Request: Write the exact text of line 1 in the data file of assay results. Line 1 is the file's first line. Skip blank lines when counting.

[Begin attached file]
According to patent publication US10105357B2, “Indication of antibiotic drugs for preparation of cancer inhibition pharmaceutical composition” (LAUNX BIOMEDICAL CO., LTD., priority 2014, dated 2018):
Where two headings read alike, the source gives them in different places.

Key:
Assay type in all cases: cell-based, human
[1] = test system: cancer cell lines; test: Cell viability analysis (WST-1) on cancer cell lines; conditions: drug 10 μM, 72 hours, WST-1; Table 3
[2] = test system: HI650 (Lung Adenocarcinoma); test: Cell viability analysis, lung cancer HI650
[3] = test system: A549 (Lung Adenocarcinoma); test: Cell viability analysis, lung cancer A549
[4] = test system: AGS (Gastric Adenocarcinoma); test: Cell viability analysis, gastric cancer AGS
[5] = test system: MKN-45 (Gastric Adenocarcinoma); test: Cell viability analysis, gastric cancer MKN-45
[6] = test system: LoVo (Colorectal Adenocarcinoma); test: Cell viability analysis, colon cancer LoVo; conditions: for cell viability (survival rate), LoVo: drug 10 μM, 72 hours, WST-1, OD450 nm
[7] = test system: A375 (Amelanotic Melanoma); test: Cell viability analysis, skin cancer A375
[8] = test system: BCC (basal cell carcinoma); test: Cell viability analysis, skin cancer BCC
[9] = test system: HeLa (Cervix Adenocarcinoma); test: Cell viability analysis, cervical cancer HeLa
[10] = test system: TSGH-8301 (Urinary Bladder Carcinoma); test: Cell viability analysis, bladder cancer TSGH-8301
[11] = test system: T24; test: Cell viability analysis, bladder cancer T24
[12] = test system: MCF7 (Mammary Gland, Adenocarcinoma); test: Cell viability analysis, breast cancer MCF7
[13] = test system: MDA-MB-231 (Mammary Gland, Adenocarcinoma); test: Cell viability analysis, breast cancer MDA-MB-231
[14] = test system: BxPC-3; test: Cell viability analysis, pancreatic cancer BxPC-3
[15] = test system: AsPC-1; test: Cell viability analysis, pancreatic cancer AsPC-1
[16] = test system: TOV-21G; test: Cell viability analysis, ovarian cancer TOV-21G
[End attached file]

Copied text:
According to patent publication US10105357B2, “Indication of antibiotic drugs for preparation of cancer inhibition pharmaceutical composition” (LAUNX BIOMEDICAL CO., LTD., priority 2014, dated 2018):